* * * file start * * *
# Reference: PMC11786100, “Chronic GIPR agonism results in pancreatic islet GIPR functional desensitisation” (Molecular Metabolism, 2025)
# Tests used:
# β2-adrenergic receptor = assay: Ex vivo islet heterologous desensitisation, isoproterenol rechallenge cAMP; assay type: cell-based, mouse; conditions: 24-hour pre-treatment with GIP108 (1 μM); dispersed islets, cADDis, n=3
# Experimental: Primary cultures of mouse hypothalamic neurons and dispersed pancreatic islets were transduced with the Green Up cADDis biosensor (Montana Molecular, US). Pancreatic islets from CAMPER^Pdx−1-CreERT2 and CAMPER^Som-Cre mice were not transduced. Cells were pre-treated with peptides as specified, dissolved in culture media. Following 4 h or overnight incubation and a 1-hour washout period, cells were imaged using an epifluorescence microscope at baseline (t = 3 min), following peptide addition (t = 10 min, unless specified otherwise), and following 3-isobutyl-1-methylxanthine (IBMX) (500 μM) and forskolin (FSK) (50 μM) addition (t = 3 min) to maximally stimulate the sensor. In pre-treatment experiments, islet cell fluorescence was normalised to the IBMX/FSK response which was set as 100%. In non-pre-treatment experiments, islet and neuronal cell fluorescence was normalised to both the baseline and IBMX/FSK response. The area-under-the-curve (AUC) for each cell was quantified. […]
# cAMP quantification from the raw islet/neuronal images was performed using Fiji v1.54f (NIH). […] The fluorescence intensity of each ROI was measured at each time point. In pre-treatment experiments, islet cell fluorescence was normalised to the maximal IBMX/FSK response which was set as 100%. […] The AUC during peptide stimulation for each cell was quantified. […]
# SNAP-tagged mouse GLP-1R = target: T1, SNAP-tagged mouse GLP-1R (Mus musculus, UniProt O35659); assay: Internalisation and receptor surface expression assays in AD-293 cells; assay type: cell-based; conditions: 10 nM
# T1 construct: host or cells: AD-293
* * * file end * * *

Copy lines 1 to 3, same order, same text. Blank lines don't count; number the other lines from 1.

# Reference: PMC11786100, “Chronic GIPR agonism results in pancreatic islet GIPR functional desensitisation” (Molecular Metabolism, 2025)
# Tests used:
# β2-adrenergic receptor = assay: Ex vivo islet heterologous desensitisation, isoproterenol rechallenge cAMP; assay type: cell-based, mouse; conditions: 24-hour pre-treatment with GIP108 (1 μM); dispersed islets, cADDis, n=3